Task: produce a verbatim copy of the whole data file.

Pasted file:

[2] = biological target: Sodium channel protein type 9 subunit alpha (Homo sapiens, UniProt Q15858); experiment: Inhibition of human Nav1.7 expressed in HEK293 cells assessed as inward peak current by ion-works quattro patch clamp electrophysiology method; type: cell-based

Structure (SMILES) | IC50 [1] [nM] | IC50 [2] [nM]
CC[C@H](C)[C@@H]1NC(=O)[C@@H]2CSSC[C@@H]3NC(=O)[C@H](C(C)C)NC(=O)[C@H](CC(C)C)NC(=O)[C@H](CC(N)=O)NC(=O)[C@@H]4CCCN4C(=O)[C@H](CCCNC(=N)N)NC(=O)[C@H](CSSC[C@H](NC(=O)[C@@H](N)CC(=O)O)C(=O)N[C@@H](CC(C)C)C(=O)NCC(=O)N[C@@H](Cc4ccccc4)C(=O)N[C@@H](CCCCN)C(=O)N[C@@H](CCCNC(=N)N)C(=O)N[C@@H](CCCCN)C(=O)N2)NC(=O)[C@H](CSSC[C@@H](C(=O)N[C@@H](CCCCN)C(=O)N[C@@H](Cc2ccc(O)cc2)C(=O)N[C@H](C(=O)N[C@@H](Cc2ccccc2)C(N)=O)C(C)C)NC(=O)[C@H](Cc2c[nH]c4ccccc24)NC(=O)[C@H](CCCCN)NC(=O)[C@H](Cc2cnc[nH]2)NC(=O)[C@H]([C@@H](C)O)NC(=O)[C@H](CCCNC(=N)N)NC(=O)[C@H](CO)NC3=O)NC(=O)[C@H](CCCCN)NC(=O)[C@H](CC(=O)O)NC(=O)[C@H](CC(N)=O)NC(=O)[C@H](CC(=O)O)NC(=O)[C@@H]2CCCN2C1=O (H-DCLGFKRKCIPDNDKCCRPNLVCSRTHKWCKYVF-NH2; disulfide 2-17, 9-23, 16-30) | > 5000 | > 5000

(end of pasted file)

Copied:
[2] = biological target: Sodium channel protein type 9 subunit alpha (Homo sapiens, UniProt Q15858); experiment: Inhibition of human Nav1.7 expressed in HEK293 cells assessed as inward peak current by ion-works quattro patch clamp electrophysiology method; type: cell-based

Structure (SMILES) | IC50 [1] [nM] | IC50 [2] [nM]
CC[C@H](C)[C@@H]1NC(=O)[C@@H]2CSSC[C@@H]3NC(=O)[C@H](C(C)C)NC(=O)[C@H](CC(C)C)NC(=O)[C@H](CC(N)=O)NC(=O)[C@@H]4CCCN4C(=O)[C@H](CCCNC(=N)N)NC(=O)[C@H](CSSC[C@H](NC(=O)[C@@H](N)CC(=O)O)C(=O)N[C@@H](CC(C)C)C(=O)NCC(=O)N[C@@H](Cc4ccccc4)C(=O)N[C@@H](CCCCN)C(=O)N[C@@H](CCCNC(=N)N)C(=O)N[C@@H](CCCCN)C(=O)N2)NC(=O)[C@H](CSSC[C@@H](C(=O)N[C@@H](CCCCN)C(=O)N[C@@H](Cc2ccc(O)cc2)C(=O)N[C@H](C(=O)N[C@@H](Cc2ccccc2)C(N)=O)C(C)C)NC(=O)[C@H](Cc2c[nH]c4ccccc24)NC(=O)[C@H](CCCCN)NC(=O)[C@H](Cc2cnc[nH]2)NC(=O)[C@H]([C@@H](C)O)NC(=O)[C@H](CCCNC(=N)N)NC(=O)[C@H](CO)NC3=O)NC(=O)[C@H](CCCCN)NC(=O)[C@H](CC(=O)O)NC(=O)[C@H](CC(N)=O)NC(=O)[C@H](CC(=O)O)NC(=O)[C@@H]2CCCN2C1=O (H-DCLGFKRKCIPDNDKCCRPNLVCSRTHKWCKYVF-NH2; disulfide 2-17, 9-23, 16-30) | > 5000 | > 5000